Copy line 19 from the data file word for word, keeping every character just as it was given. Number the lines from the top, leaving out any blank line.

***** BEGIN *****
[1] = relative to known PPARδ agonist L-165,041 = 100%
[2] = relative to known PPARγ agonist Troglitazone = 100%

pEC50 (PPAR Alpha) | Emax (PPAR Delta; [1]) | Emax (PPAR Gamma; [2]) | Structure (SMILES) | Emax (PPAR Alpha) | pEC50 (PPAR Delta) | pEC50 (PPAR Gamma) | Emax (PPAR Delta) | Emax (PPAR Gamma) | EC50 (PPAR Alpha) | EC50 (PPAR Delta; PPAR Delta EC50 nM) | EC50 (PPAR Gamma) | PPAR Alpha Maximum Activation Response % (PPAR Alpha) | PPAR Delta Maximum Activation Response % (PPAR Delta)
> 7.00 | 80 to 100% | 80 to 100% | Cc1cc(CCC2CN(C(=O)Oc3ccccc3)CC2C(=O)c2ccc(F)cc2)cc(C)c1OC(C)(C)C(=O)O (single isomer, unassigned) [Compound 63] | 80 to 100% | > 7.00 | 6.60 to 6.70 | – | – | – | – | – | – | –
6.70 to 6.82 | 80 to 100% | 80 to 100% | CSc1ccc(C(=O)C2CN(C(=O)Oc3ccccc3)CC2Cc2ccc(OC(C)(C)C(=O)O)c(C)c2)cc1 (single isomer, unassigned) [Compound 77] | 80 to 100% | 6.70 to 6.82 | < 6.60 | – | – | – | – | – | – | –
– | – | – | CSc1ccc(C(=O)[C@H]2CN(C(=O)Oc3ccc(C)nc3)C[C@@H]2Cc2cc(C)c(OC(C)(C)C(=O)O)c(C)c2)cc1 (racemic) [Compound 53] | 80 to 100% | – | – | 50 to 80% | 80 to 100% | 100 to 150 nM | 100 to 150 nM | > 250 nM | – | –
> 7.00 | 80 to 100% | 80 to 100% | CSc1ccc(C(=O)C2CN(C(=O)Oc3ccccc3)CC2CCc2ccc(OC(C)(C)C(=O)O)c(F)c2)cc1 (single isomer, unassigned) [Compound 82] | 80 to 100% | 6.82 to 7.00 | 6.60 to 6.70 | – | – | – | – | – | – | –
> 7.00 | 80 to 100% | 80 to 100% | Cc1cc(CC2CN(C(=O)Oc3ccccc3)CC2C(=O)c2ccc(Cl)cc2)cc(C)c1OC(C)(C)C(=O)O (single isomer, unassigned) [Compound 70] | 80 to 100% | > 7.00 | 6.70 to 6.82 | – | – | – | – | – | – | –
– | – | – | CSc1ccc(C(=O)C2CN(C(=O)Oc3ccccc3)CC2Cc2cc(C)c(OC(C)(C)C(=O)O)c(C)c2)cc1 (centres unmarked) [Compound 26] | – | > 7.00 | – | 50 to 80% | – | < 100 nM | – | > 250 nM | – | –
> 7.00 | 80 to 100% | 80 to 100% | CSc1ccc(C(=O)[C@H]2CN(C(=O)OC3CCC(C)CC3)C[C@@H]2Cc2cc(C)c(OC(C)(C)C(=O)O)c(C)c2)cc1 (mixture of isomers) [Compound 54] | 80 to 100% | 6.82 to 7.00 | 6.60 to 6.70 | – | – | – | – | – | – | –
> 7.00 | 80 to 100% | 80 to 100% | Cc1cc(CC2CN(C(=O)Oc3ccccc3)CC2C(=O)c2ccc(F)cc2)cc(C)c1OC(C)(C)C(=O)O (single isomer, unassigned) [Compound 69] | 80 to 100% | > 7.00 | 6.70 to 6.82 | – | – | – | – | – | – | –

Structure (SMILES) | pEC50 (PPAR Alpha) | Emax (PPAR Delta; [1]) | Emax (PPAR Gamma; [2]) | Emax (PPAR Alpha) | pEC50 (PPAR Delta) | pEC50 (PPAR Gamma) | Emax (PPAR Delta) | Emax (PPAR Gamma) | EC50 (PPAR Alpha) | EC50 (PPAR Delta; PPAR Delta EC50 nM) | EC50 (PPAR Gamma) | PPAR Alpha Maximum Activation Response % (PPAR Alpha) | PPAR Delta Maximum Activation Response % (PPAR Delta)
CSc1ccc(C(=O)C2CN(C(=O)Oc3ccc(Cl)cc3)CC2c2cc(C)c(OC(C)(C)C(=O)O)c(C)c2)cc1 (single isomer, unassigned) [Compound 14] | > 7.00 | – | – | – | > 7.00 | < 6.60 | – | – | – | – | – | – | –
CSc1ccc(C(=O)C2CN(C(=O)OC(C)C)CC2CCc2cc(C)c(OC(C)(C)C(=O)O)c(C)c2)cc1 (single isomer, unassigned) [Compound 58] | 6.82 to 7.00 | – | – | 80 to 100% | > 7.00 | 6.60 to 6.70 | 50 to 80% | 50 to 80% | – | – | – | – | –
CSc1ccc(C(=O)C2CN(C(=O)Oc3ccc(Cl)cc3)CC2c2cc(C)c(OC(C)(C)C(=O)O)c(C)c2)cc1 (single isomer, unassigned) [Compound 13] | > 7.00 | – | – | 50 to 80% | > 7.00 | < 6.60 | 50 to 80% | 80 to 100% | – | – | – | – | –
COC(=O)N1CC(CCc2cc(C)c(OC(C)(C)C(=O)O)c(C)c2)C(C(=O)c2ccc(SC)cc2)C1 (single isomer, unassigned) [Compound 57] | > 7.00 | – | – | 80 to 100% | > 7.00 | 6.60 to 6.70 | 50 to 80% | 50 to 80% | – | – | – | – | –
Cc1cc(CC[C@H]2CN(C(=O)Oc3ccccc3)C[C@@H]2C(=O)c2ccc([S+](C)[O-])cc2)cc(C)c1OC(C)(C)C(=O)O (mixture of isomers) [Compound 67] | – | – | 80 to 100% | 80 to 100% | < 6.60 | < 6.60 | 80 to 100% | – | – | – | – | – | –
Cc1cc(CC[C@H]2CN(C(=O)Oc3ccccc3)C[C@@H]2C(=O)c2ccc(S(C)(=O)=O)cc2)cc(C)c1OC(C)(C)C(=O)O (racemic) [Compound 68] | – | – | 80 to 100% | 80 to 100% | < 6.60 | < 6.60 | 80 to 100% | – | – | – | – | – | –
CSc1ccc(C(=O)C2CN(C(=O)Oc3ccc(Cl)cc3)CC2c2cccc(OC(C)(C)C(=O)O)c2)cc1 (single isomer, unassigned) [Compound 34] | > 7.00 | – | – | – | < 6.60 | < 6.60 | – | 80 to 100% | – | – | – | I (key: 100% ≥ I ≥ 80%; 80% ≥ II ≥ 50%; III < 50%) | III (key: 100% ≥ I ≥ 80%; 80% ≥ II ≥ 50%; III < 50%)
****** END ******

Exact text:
CSc1ccc(C(=O)C2CN(C(=O)Oc3ccc(Cl)cc3)CC2c2cccc(OC(C)(C)C(=O)O)c2)cc1 (single isomer, unassigned) [Compound 34] | > 7.00 | – | – | – | < 6.60 | < 6.60 | – | 80 to 100% | – | – | – | I (key: 100% ≥ I ≥ 80%; 80% ≥ II ≥ 50%; III < 50%) | III (key: 100% ≥ I ≥ 80%; 80% ≥ II ≥ 50%; III < 50%)